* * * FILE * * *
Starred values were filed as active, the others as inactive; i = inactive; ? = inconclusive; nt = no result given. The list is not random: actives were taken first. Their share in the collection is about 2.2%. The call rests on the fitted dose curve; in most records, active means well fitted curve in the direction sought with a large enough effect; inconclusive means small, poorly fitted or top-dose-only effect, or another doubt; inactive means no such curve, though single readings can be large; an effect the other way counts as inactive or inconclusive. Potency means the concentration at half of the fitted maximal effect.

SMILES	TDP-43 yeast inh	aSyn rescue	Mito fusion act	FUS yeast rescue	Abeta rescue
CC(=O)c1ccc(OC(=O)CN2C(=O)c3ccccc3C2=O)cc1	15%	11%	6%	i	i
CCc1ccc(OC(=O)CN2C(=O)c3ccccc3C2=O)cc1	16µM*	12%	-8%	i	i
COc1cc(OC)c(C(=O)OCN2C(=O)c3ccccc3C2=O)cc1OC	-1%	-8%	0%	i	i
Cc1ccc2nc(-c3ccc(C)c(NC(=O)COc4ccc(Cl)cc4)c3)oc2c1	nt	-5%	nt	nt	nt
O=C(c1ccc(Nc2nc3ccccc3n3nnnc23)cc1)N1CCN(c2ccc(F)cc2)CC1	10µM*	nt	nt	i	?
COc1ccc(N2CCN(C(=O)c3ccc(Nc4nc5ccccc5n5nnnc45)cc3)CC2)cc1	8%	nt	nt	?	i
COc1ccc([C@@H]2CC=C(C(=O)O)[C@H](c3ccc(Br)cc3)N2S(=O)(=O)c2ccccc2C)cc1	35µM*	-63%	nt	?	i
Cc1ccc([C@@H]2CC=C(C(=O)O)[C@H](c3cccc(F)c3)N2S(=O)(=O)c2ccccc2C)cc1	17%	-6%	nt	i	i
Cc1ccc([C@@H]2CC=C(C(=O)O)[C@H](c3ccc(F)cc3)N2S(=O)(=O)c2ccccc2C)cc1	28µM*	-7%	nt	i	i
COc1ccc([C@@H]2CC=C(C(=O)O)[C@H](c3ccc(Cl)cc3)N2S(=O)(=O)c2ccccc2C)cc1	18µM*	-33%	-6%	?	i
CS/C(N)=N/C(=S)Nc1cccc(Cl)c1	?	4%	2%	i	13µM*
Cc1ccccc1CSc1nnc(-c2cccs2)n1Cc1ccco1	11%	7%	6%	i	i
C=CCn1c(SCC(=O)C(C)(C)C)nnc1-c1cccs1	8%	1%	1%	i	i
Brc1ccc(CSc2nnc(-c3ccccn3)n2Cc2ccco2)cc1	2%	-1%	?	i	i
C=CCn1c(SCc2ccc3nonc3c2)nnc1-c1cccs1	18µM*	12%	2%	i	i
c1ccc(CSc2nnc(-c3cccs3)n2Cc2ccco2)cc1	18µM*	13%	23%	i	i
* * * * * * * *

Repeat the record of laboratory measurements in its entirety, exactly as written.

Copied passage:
Starred values were filed as active, the others as inactive; i = inactive; ? = inconclusive; nt = no result given. The list is not random: actives were taken first. Their share in the collection is about 2.2%. The call rests on the fitted dose curve; in most records, active means well fitted curve in the direction sought with a large enough effect; inconclusive means small, poorly fitted or top-dose-only effect, or another doubt; inactive means no such curve, though single readings can be large; an effect the other way counts as inactive or inconclusive. Potency means the concentration at half of the fitted maximal effect.

SMILES	TDP-43 yeast inh	aSyn rescue	Mito fusion act	FUS yeast rescue	Abeta rescue
CC(=O)c1ccc(OC(=O)CN2C(=O)c3ccccc3C2=O)cc1	15%	11%	6%	i	i
CCc1ccc(OC(=O)CN2C(=O)c3ccccc3C2=O)cc1	16µM*	12%	-8%	i	i
COc1cc(OC)c(C(=O)OCN2C(=O)c3ccccc3C2=O)cc1OC	-1%	-8%	0%	i	i
Cc1ccc2nc(-c3ccc(C)c(NC(=O)COc4ccc(Cl)cc4)c3)oc2c1	nt	-5%	nt	nt	nt
O=C(c1ccc(Nc2nc3ccccc3n3nnnc23)cc1)N1CCN(c2ccc(F)cc2)CC1	10µM*	nt	nt	i	?
COc1ccc(N2CCN(C(=O)c3ccc(Nc4nc5ccccc5n5nnnc45)cc3)CC2)cc1	8%	nt	nt	?	i
COc1ccc([C@@H]2CC=C(C(=O)O)[C@H](c3ccc(Br)cc3)N2S(=O)(=O)c2ccccc2C)cc1	35µM*	-63%	nt	?	i
Cc1ccc([C@@H]2CC=C(C(=O)O)[C@H](c3cccc(F)c3)N2S(=O)(=O)c2ccccc2C)cc1	17%	-6%	nt	i	i
Cc1ccc([C@@H]2CC=C(C(=O)O)[C@H](c3ccc(F)cc3)N2S(=O)(=O)c2ccccc2C)cc1	28µM*	-7%	nt	i	i
COc1ccc([C@@H]2CC=C(C(=O)O)[C@H](c3ccc(Cl)cc3)N2S(=O)(=O)c2ccccc2C)cc1	18µM*	-33%	-6%	?	i
CS/C(N)=N/C(=S)Nc1cccc(Cl)c1	?	4%	2%	i	13µM*
Cc1ccccc1CSc1nnc(-c2cccs2)n1Cc1ccco1	11%	7%	6%	i	i
C=CCn1c(SCC(=O)C(C)(C)C)nnc1-c1cccs1	8%	1%	1%	i	i
Brc1ccc(CSc2nnc(-c3ccccn3)n2Cc2ccco2)cc1	2%	-1%	?	i	i
C=CCn1c(SCc2ccc3nonc3c2)nnc1-c1cccs1	18µM*	12%	2%	i	i
c1ccc(CSc2nnc(-c3cccs3)n2Cc2ccco2)cc1	18µM*	13%	23%	i	i